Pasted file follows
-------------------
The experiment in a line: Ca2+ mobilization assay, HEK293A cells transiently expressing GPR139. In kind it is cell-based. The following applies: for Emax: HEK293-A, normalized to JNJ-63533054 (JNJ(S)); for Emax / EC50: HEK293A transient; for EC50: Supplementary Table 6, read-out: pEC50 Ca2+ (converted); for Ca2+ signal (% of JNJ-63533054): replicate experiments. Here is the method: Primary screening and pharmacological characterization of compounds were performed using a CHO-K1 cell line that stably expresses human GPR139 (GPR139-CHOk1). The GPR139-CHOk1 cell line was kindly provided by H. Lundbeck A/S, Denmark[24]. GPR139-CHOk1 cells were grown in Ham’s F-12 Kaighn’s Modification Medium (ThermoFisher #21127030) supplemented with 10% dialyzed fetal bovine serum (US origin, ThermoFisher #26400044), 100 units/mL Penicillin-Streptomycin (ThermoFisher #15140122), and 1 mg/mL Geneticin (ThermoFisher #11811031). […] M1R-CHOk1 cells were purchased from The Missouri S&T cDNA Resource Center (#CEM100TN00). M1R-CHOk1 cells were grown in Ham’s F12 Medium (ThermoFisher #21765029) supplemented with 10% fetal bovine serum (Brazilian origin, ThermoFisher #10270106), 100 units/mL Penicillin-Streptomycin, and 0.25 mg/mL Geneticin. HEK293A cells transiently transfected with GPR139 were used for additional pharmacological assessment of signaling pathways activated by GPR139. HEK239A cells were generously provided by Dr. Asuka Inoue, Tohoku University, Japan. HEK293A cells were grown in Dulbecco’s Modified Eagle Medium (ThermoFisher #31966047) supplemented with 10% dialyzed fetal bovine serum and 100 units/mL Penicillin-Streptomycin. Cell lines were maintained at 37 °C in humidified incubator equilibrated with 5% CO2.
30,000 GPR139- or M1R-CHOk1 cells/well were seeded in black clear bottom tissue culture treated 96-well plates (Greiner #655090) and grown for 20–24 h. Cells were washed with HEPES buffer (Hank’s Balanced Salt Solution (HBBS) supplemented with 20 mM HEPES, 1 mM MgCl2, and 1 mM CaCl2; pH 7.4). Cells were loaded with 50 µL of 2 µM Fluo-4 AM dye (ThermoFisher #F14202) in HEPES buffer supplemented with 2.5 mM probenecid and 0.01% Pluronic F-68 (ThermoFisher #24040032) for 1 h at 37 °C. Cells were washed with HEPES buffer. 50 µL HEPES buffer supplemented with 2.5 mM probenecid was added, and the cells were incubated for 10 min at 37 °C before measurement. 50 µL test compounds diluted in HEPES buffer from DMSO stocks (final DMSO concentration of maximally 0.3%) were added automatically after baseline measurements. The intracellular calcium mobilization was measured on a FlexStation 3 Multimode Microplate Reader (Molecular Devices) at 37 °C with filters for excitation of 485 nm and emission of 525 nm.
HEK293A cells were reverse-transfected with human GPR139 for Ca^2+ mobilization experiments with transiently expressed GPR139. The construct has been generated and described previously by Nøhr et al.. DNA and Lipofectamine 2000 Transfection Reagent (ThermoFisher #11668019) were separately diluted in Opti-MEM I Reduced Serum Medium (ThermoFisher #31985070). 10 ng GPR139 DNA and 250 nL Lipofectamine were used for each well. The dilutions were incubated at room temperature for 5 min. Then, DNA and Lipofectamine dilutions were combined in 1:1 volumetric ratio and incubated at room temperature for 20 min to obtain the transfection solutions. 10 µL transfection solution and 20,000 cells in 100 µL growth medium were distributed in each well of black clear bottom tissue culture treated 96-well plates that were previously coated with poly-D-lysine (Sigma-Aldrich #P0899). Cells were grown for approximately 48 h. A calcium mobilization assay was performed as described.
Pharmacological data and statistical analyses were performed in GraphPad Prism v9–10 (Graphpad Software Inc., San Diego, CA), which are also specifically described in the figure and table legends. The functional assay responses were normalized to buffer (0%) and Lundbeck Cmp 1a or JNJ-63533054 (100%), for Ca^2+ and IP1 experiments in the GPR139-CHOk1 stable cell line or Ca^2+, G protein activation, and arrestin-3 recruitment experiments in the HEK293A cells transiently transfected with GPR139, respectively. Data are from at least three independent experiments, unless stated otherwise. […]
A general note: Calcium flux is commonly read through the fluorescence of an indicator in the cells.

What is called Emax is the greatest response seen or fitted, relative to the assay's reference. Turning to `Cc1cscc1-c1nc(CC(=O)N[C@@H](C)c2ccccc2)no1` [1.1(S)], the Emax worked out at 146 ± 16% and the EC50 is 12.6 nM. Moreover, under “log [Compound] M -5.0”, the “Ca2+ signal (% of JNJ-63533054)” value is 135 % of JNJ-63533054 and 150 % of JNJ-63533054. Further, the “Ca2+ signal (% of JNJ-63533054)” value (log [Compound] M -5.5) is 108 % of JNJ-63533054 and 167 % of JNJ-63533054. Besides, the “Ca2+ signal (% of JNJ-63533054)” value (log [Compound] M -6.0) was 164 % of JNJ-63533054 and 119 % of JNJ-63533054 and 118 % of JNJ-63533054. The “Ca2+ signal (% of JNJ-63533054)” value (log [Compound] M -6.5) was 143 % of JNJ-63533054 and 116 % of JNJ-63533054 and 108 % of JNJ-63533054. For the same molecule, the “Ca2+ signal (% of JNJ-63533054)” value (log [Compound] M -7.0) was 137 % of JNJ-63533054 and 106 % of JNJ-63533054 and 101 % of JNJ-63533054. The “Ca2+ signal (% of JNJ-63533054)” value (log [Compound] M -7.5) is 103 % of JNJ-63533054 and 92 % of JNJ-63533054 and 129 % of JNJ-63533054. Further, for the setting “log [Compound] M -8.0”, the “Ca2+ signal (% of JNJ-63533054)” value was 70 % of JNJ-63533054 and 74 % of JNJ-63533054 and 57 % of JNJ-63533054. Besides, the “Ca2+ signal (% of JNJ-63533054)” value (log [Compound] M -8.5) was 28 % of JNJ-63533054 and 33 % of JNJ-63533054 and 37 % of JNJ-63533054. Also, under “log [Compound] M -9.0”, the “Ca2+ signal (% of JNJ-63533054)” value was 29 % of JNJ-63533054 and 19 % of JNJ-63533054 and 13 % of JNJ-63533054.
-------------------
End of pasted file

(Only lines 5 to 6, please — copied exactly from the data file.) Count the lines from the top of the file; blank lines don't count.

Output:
A general note: Calcium flux is commonly read through the fluorescence of an indicator in the cells.

What is called Emax is the greatest response seen or fitted, relative to the assay's reference. Turning to `Cc1cscc1-c1nc(CC(=O)N[C@@H](C)c2ccccc2)no1` [1.1(S)], the Emax worked out at 146 ± 16% and the EC50 is 12.6 nM. Moreover, under “log [Compound] M -5.0”, the “Ca2+ signal (% of JNJ-63533054)” value is 135 % of JNJ-63533054 and 150 % of JNJ-63533054. Further, the “Ca2+ signal (% of JNJ-63533054)” value (log [Compound] M -5.5) is 108 % of JNJ-63533054 and 167 % of JNJ-63533054. Besides, the “Ca2+ signal (% of JNJ-63533054)” value (log [Compound] M -6.0) was 164 % of JNJ-63533054 and 119 % of JNJ-63533054 and 118 % of JNJ-63533054. The “Ca2+ signal (% of JNJ-63533054)” value (log [Compound] M -6.5) was 143 % of JNJ-63533054 and 116 % of JNJ-63533054 and 108 % of JNJ-63533054. For the same molecule, the “Ca2+ signal (% of JNJ-63533054)” value (log [Compound] M -7.0) was 137 % of JNJ-63533054 and 106 % of JNJ-63533054 and 101 % of JNJ-63533054. The “Ca2+ signal (% of JNJ-63533054)” value (log [Compound] M -7.5) is 103 % of JNJ-63533054 and 92 % of JNJ-63533054 and 129 % of JNJ-63533054. Further, for the setting “log [Compound] M -8.0”, the “Ca2+ signal (% of JNJ-63533054)” value was 70 % of JNJ-63533054 and 74 % of JNJ-63533054 and 57 % of JNJ-63533054. Besides, the “Ca2+ signal (% of JNJ-63533054)” value (log [Compound] M -8.5) was 28 % of JNJ-63533054 and 33 % of JNJ-63533054 and 37 % of JNJ-63533054. Also, under “log [Compound] M -9.0”, the “Ca2+ signal (% of JNJ-63533054)” value was 29 % of JNJ-63533054 and 19 % of JNJ-63533054 and 13 % of JNJ-63533054.